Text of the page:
One of Australia’s top doctors has called out an error in a seemingly ordinary photo of Daniel Andrews as the Victorian Premier announced N95 masks will be handed out to the public for free.
Mr Andrews was seen proudly posing in one of the surgical masks alongside Chris Turner, the deputy CEO of Cohealth, a community healthcare service funded by the Victorian government.
The service has been tasked with helping distribute the masks to vulnerable Australians as part of the plan announced on Tuesday.
However, former deputy chief health officer Dr Nick Coatsworth was quick to share his critique of Mr Turner’s mask technique.
‘A couple of questions: does the gent on the right [Mr Turner] know that wearing an N95 with a beard means it is no longer an N95?,’ he asked.
‘And, what is the fit test pass rate for the N95’s being offered free to the public?’
Victorian Premier Daniel Andrews was seen posing in one of the surgical masks alongside Deputy CEO of Cohealth Chris Turner (right) on Tuesday
Dr Nick Coatsworth was quick to point out a mistake with Mr Turner’s mask wearing technique
Dr Coatsworth asked if Mr Turner knew that wearing an N95 with a beard ‘means it is no longer an N95 mask’ and therefore can’t provide optimal protection against germs
Beards and facial hair can cause an impaired seal on N95 masks, which in turn can put its wearer and others at an increased risk of transmission, according to the NSW Covid-19 Critical Intelligence Unit.
‘In all seriousness, if you are in a vulnerable group and avail yourself of these masks, please check out how to do a proper fit check,’ Dr Coatsworth explained.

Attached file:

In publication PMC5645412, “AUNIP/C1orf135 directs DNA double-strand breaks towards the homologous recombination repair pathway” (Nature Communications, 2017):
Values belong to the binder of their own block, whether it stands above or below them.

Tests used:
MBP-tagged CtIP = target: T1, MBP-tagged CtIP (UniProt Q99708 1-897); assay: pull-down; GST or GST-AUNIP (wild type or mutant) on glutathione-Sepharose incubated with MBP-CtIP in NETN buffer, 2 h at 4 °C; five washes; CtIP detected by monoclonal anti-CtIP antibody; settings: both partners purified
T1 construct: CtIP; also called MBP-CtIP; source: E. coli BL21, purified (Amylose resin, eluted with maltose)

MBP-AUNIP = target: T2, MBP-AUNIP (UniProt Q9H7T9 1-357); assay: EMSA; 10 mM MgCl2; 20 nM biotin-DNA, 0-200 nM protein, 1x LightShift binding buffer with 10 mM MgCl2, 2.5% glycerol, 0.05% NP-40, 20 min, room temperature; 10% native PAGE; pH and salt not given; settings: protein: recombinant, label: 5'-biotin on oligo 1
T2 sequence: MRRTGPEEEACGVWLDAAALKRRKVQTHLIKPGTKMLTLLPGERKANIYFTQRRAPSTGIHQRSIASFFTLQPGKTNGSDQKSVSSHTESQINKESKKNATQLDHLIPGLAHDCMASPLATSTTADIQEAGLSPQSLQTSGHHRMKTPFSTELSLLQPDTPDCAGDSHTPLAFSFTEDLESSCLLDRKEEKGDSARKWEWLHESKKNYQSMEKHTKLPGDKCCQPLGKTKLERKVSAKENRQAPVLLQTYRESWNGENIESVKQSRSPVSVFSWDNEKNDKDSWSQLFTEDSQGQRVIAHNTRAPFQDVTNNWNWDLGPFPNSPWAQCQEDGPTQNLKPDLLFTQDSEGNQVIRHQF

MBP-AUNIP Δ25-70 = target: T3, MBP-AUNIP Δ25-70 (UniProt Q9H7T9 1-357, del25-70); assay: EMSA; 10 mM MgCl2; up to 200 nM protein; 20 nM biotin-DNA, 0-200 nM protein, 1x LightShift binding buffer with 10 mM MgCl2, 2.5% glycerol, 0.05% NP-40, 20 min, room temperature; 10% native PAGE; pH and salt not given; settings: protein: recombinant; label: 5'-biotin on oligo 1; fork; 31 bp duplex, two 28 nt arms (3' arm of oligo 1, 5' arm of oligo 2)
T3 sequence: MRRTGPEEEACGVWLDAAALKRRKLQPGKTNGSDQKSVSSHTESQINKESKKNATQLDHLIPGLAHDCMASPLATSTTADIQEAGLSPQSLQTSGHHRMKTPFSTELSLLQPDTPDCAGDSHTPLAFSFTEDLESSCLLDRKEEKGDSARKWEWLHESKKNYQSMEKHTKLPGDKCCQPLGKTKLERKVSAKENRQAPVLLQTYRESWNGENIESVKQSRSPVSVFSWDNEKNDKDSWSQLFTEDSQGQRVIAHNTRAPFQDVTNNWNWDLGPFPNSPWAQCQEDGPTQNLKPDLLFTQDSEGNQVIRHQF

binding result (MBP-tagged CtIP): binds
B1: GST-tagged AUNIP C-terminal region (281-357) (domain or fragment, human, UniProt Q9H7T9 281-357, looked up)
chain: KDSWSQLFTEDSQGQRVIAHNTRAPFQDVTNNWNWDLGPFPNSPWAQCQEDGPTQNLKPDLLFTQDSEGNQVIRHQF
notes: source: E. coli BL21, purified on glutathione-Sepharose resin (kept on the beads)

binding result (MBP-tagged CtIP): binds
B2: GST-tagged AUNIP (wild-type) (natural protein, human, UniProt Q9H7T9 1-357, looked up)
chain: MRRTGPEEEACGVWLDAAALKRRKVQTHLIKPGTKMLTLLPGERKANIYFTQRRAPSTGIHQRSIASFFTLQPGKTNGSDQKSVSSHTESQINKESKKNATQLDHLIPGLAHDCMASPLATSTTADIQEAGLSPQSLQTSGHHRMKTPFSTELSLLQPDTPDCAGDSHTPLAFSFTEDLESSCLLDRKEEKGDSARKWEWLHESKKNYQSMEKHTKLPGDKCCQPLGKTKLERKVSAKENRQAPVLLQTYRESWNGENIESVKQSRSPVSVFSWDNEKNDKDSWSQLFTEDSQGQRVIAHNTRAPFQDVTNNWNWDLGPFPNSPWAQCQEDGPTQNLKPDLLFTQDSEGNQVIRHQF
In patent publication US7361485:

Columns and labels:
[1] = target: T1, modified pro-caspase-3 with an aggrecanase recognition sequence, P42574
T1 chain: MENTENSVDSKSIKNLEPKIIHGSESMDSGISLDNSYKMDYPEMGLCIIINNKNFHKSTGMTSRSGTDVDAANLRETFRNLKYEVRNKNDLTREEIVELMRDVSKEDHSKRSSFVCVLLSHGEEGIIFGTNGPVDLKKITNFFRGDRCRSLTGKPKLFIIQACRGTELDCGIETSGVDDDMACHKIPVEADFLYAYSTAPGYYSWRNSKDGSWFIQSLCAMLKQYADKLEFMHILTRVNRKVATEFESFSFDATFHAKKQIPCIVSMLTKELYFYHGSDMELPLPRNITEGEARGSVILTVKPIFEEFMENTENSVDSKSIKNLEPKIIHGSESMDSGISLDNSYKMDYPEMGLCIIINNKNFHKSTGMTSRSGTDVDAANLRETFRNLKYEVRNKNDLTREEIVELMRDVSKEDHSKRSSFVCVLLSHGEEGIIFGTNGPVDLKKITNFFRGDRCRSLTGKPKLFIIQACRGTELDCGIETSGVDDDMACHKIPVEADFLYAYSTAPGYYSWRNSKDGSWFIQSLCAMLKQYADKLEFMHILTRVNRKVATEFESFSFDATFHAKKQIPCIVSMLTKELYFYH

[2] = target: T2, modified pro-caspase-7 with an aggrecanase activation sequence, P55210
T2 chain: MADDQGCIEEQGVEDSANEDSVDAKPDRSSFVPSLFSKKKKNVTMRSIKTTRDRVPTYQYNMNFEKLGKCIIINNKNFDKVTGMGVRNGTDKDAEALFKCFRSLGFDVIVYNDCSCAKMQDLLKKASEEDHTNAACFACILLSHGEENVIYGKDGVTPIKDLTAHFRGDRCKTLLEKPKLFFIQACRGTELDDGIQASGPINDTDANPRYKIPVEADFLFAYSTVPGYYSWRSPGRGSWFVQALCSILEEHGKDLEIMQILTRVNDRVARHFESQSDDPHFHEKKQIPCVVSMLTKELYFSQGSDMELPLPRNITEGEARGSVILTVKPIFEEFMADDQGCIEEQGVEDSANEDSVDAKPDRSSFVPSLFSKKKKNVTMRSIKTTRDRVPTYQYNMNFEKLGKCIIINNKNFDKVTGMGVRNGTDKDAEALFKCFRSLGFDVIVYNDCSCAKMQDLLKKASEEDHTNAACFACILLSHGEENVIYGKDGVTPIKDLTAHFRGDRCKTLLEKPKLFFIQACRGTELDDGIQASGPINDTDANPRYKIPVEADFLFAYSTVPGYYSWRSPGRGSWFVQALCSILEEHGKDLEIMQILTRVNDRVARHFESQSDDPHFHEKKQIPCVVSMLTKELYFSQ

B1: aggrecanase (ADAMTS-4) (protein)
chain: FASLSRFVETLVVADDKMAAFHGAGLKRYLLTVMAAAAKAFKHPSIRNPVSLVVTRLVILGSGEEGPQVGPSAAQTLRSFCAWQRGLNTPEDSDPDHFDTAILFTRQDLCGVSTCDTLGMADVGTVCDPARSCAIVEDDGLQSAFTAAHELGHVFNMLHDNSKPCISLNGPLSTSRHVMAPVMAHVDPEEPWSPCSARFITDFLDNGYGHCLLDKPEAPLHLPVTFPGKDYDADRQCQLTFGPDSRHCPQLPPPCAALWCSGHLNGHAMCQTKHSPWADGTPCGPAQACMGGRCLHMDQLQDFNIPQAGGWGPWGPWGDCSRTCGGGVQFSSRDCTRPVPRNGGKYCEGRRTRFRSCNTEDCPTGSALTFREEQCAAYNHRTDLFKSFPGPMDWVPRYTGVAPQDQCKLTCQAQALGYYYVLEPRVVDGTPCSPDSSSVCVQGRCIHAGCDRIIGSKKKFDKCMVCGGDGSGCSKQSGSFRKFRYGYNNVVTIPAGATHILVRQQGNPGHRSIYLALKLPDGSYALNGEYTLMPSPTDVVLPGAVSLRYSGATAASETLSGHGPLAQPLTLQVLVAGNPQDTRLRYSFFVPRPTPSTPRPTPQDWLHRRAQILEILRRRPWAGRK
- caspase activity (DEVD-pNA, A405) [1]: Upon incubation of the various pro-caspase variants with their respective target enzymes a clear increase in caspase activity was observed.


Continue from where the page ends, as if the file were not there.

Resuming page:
When worn correctly, the masks work to filter out very fine particles from the air and help to block germs from reaching the wearer’s mouth and nose.
Optimal use of the masks depends on a tight seal with the wearer’s skin to provide the best protection, NSW Health says.
The Covid-19 pandemic has seen large numbers of health workers ditch their beards for a clean shave to receive the best protection from N95 surgical masks (pictured, Mr Andrews and Mr Turner arrive at a press conference on Tuesday)
‘A couple of questions: does the gent on the right know that wearing an N95 with a beard means it is no longer an N95?,’ Dr Coatsworth (pictured in 2020) asked on Twitter
While there is no direct evidence there is an increased risk of transmission for those with facial hair, large numbers of health workers have ditched their beards and opted for a clean shave during the Covid-19 pandemic.
‘A study comparing the fitted filtration efficiency of five commonly worn masks found N95 respirators offer the best respiratory protection for bearded men,’ a report from the NSW Critical Intelligence Unit states.
‘While KF94 and KN95 fitted filtration efficiency was compromised by increasing beard length, they were better options than procedure and cotton face masks.’
It’s not the first time Dr Coatsworth has been critical of the Victorian government’s response to the pandemic.
‘What I’d say there is there is clearly one state in the country that seems to hold onto their restrictions longer than others and that’s Victoria and I don’t agree with it,’ he told Daily Mail Australia in April.
‘Ultimately it’s going to come down to the people in Victoria as to whether it’s the right thing to do or not. I guess they’ll make that decision at the next election.’
As part of the initiative in Victoria, more than three million masks will be handed out through state-run testing sites, community health services such as Cohealth, and the public transport network to protect those most vulnerable to the virus amid an uptick in cases.
Over the next four to six weeks every Victorian that presents for either a free rapid antigen or PCR test will receive one box of 10 N95 masks with instructions on how to best wear them to reduce transmission.
Evidence suggests that beards can cause an impaired seal on COVID-19 masks, including N95s